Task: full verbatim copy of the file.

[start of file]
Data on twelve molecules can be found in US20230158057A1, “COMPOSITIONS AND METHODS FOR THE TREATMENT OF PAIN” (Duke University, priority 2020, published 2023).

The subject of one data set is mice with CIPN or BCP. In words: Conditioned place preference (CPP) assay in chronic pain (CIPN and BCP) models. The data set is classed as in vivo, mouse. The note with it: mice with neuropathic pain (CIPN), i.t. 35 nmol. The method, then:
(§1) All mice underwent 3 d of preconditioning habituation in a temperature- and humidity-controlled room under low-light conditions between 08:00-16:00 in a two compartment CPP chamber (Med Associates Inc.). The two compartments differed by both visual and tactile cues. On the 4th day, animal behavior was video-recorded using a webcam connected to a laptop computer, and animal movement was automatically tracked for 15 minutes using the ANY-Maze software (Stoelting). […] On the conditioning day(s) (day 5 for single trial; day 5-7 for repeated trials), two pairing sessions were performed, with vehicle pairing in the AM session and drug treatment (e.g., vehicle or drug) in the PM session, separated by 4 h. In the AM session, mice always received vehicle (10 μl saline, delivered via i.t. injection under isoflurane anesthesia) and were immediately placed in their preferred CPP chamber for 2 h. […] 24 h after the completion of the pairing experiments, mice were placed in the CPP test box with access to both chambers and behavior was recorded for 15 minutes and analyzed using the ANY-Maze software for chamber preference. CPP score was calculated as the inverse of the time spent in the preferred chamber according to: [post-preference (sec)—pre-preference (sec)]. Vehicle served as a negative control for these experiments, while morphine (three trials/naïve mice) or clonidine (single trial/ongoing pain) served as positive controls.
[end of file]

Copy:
Data on twelve molecules can be found in US20230158057A1, “COMPOSITIONS AND METHODS FOR THE TREATMENT OF PAIN” (Duke University, priority 2020, published 2023).

The subject of one data set is mice with CIPN or BCP. In words: Conditioned place preference (CPP) assay in chronic pain (CIPN and BCP) models. The data set is classed as in vivo, mouse. The note with it: mice with neuropathic pain (CIPN), i.t. 35 nmol. The method, then:
(§1) All mice underwent 3 d of preconditioning habituation in a temperature- and humidity-controlled room under low-light conditions between 08:00-16:00 in a two compartment CPP chamber (Med Associates Inc.). The two compartments differed by both visual and tactile cues. On the 4th day, animal behavior was video-recorded using a webcam connected to a laptop computer, and animal movement was automatically tracked for 15 minutes using the ANY-Maze software (Stoelting). […] On the conditioning day(s) (day 5 for single trial; day 5-7 for repeated trials), two pairing sessions were performed, with vehicle pairing in the AM session and drug treatment (e.g., vehicle or drug) in the PM session, separated by 4 h. In the AM session, mice always received vehicle (10 μl saline, delivered via i.t. injection under isoflurane anesthesia) and were immediately placed in their preferred CPP chamber for 2 h. […] 24 h after the completion of the pairing experiments, mice were placed in the CPP test box with access to both chambers and behavior was recorded for 15 minutes and analyzed using the ANY-Maze software for chamber preference. CPP score was calculated as the inverse of the time spent in the preferred chamber according to: [post-preference (sec)—pre-preference (sec)]. Vehicle served as a negative control for these experiments, while morphine (three trials/naïve mice) or clonidine (single trial/ongoing pain) served as positive controls.